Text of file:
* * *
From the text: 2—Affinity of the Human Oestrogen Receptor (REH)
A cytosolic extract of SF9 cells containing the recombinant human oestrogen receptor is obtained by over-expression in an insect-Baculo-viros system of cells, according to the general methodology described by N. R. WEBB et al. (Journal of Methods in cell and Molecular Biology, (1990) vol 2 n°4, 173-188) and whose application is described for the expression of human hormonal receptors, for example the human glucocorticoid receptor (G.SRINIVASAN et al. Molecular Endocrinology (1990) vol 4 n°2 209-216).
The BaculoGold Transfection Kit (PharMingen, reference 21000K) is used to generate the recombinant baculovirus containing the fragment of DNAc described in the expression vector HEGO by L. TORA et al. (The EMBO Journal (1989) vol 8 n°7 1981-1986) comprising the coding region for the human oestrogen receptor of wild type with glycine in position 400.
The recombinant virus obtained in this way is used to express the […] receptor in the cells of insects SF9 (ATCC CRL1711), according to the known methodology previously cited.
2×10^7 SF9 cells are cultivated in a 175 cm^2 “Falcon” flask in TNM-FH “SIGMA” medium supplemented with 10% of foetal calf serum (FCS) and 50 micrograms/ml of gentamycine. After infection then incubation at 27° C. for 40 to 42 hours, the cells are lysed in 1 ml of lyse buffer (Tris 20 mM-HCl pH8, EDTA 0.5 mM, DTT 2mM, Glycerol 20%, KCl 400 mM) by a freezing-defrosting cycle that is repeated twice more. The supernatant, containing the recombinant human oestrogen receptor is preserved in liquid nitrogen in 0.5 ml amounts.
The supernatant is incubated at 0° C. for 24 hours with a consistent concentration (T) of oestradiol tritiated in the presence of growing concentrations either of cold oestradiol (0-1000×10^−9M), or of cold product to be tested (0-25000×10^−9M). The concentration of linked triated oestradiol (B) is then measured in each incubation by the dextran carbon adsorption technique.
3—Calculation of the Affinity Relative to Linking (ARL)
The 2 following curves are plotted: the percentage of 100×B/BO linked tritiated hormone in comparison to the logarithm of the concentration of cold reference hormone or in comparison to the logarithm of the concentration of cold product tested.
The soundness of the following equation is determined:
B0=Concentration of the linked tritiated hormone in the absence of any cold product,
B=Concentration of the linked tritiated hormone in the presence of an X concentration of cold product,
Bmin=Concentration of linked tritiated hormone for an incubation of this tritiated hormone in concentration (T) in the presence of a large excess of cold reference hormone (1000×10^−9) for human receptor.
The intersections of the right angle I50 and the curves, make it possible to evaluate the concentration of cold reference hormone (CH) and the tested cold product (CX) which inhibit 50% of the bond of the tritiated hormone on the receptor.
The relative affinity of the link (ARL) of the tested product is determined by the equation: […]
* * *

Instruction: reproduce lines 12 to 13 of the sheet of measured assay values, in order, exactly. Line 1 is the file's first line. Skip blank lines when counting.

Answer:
Bmin=Concentration of linked tritiated hormone for an incubation of this tritiated hormone in concentration (T) in the presence of a large excess of cold reference hormone (1000×10^−9) for human receptor.
The intersections of the right angle I50 and the curves, make it possible to evaluate the concentration of cold reference hormone (CH) and the tested cold product (CX) which inhibit 50% of the bond of the tritiated hormone on the receptor.